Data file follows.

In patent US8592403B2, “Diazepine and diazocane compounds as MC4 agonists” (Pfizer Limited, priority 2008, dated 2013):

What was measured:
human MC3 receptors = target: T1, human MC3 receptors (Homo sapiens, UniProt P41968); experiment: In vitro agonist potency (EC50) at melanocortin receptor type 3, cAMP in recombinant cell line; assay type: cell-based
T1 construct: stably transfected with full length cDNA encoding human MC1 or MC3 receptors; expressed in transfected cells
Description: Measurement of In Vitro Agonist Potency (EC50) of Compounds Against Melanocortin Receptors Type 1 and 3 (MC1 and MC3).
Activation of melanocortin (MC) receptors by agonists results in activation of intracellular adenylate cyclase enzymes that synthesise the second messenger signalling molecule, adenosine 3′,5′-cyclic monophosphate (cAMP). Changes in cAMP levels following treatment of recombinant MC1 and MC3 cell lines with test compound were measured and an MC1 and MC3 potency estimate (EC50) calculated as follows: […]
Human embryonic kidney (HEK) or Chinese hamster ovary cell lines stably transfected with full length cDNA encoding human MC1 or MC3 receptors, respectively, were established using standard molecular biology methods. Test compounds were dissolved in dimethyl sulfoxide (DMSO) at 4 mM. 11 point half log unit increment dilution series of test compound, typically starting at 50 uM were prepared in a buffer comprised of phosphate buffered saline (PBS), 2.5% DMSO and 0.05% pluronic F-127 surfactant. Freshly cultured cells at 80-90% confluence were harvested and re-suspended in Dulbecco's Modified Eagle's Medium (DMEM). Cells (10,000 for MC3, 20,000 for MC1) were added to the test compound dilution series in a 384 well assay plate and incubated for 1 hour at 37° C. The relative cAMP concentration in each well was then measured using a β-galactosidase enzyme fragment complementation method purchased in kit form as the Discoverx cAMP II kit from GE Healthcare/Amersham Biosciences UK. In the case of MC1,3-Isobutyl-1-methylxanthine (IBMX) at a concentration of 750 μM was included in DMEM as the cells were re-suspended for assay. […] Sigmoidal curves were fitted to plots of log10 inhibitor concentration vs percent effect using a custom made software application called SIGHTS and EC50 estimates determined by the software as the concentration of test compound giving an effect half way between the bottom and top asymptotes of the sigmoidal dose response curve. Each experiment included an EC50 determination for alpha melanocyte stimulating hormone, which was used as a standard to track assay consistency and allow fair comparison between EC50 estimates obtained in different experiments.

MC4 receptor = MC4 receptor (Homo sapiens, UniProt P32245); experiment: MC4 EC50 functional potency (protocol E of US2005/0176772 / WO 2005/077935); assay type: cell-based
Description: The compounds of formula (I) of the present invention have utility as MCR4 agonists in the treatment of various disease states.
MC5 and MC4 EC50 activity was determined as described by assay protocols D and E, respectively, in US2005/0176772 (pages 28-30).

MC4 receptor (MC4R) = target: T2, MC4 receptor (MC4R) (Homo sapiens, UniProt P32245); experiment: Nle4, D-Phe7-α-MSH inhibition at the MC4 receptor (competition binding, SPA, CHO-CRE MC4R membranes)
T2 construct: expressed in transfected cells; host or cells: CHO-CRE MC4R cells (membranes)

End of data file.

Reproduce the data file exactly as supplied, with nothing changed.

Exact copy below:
In patent US8592403B2, “Diazepine and diazocane compounds as MC4 agonists” (Pfizer Limited, priority 2008, dated 2013):

What was measured:
human MC3 receptors = target: T1, human MC3 receptors (Homo sapiens, UniProt P41968); experiment: In vitro agonist potency (EC50) at melanocortin receptor type 3, cAMP in recombinant cell line; assay type: cell-based
T1 construct: stably transfected with full length cDNA encoding human MC1 or MC3 receptors; expressed in transfected cells
Description: Measurement of In Vitro Agonist Potency (EC50) of Compounds Against Melanocortin Receptors Type 1 and 3 (MC1 and MC3).
Activation of melanocortin (MC) receptors by agonists results in activation of intracellular adenylate cyclase enzymes that synthesise the second messenger signalling molecule, adenosine 3′,5′-cyclic monophosphate (cAMP). Changes in cAMP levels following treatment of recombinant MC1 and MC3 cell lines with test compound were measured and an MC1 and MC3 potency estimate (EC50) calculated as follows: […]
Human embryonic kidney (HEK) or Chinese hamster ovary cell lines stably transfected with full length cDNA encoding human MC1 or MC3 receptors, respectively, were established using standard molecular biology methods. Test compounds were dissolved in dimethyl sulfoxide (DMSO) at 4 mM. 11 point half log unit increment dilution series of test compound, typically starting at 50 uM were prepared in a buffer comprised of phosphate buffered saline (PBS), 2.5% DMSO and 0.05% pluronic F-127 surfactant. Freshly cultured cells at 80-90% confluence were harvested and re-suspended in Dulbecco's Modified Eagle's Medium (DMEM). Cells (10,000 for MC3, 20,000 for MC1) were added to the test compound dilution series in a 384 well assay plate and incubated for 1 hour at 37° C. The relative cAMP concentration in each well was then measured using a β-galactosidase enzyme fragment complementation method purchased in kit form as the Discoverx cAMP II kit from GE Healthcare/Amersham Biosciences UK. In the case of MC1,3-Isobutyl-1-methylxanthine (IBMX) at a concentration of 750 μM was included in DMEM as the cells were re-suspended for assay. […] Sigmoidal curves were fitted to plots of log10 inhibitor concentration vs percent effect using a custom made software application called SIGHTS and EC50 estimates determined by the software as the concentration of test compound giving an effect half way between the bottom and top asymptotes of the sigmoidal dose response curve. Each experiment included an EC50 determination for alpha melanocyte stimulating hormone, which was used as a standard to track assay consistency and allow fair comparison between EC50 estimates obtained in different experiments.

MC4 receptor = MC4 receptor (Homo sapiens, UniProt P32245); experiment: MC4 EC50 functional potency (protocol E of US2005/0176772 / WO 2005/077935); assay type: cell-based
Description: The compounds of formula (I) of the present invention have utility as MCR4 agonists in the treatment of various disease states.
MC5 and MC4 EC50 activity was determined as described by assay protocols D and E, respectively, in US2005/0176772 (pages 28-30).

MC4 receptor (MC4R) = target: T2, MC4 receptor (MC4R) (Homo sapiens, UniProt P32245); experiment: Nle4, D-Phe7-α-MSH inhibition at the MC4 receptor (competition binding, SPA, CHO-CRE MC4R membranes)
T2 construct: expressed in transfected cells; host or cells: CHO-CRE MC4R cells (membranes)